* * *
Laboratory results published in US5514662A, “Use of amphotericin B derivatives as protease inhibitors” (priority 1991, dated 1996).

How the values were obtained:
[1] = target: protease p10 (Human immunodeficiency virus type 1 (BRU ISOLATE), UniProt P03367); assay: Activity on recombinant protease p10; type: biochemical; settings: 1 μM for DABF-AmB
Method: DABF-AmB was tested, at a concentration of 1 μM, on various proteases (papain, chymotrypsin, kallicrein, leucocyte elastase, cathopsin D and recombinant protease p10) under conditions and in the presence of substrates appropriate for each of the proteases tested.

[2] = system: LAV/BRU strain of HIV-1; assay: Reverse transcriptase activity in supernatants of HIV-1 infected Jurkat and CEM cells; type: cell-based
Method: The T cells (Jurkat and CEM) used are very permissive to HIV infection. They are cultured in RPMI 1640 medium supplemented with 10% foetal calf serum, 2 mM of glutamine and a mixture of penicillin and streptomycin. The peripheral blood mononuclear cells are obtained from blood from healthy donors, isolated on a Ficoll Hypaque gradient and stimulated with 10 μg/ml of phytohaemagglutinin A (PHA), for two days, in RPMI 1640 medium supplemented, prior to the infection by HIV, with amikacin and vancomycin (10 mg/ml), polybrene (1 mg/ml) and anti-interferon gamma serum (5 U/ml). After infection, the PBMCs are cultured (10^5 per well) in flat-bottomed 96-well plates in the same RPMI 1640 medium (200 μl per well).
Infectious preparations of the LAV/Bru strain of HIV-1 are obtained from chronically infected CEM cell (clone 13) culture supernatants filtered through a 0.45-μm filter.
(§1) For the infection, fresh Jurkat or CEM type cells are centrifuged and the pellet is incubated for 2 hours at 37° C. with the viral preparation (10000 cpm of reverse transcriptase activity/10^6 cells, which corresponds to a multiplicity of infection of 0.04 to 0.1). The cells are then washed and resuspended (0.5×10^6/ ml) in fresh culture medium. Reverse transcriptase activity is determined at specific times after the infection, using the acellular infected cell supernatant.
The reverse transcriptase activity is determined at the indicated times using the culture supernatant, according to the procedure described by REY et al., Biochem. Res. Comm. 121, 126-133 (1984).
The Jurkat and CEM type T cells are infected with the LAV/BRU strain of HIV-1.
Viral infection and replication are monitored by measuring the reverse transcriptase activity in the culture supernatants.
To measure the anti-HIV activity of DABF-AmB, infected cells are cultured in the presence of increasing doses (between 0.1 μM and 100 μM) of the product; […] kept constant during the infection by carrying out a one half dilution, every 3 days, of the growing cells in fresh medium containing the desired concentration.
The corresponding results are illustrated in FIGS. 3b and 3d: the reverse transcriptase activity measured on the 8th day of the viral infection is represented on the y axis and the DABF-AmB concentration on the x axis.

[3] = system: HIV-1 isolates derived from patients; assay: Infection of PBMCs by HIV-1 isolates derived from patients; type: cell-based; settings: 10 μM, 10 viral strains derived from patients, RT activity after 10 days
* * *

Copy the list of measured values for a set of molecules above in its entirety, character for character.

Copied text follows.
Laboratory results published in US5514662A, “Use of amphotericin B derivatives as protease inhibitors” (priority 1991, dated 1996).

How the values were obtained:
[1] = target: protease p10 (Human immunodeficiency virus type 1 (BRU ISOLATE), UniProt P03367); assay: Activity on recombinant protease p10; type: biochemical; settings: 1 μM for DABF-AmB
Method: DABF-AmB was tested, at a concentration of 1 μM, on various proteases (papain, chymotrypsin, kallicrein, leucocyte elastase, cathopsin D and recombinant protease p10) under conditions and in the presence of substrates appropriate for each of the proteases tested.

[2] = system: LAV/BRU strain of HIV-1; assay: Reverse transcriptase activity in supernatants of HIV-1 infected Jurkat and CEM cells; type: cell-based
Method: The T cells (Jurkat and CEM) used are very permissive to HIV infection. They are cultured in RPMI 1640 medium supplemented with 10% foetal calf serum, 2 mM of glutamine and a mixture of penicillin and streptomycin. The peripheral blood mononuclear cells are obtained from blood from healthy donors, isolated on a Ficoll Hypaque gradient and stimulated with 10 μg/ml of phytohaemagglutinin A (PHA), for two days, in RPMI 1640 medium supplemented, prior to the infection by HIV, with amikacin and vancomycin (10 mg/ml), polybrene (1 mg/ml) and anti-interferon gamma serum (5 U/ml). After infection, the PBMCs are cultured (10^5 per well) in flat-bottomed 96-well plates in the same RPMI 1640 medium (200 μl per well).
Infectious preparations of the LAV/Bru strain of HIV-1 are obtained from chronically infected CEM cell (clone 13) culture supernatants filtered through a 0.45-μm filter.
(§1) For the infection, fresh Jurkat or CEM type cells are centrifuged and the pellet is incubated for 2 hours at 37° C. with the viral preparation (10000 cpm of reverse transcriptase activity/10^6 cells, which corresponds to a multiplicity of infection of 0.04 to 0.1). The cells are then washed and resuspended (0.5×10^6/ ml) in fresh culture medium. Reverse transcriptase activity is determined at specific times after the infection, using the acellular infected cell supernatant.
The reverse transcriptase activity is determined at the indicated times using the culture supernatant, according to the procedure described by REY et al., Biochem. Res. Comm. 121, 126-133 (1984).
The Jurkat and CEM type T cells are infected with the LAV/BRU strain of HIV-1.
Viral infection and replication are monitored by measuring the reverse transcriptase activity in the culture supernatants.
To measure the anti-HIV activity of DABF-AmB, infected cells are cultured in the presence of increasing doses (between 0.1 μM and 100 μM) of the product; […] kept constant during the infection by carrying out a one half dilution, every 3 days, of the growing cells in fresh medium containing the desired concentration.
The corresponding results are illustrated in FIGS. 3b and 3d: the reverse transcriptase activity measured on the 8th day of the viral infection is represented on the y axis and the DABF-AmB concentration on the x axis.

[3] = system: HIV-1 isolates derived from patients; assay: Infection of PBMCs by HIV-1 isolates derived from patients; type: cell-based; settings: 10 μM, 10 viral strains derived from patients, RT activity after 10 days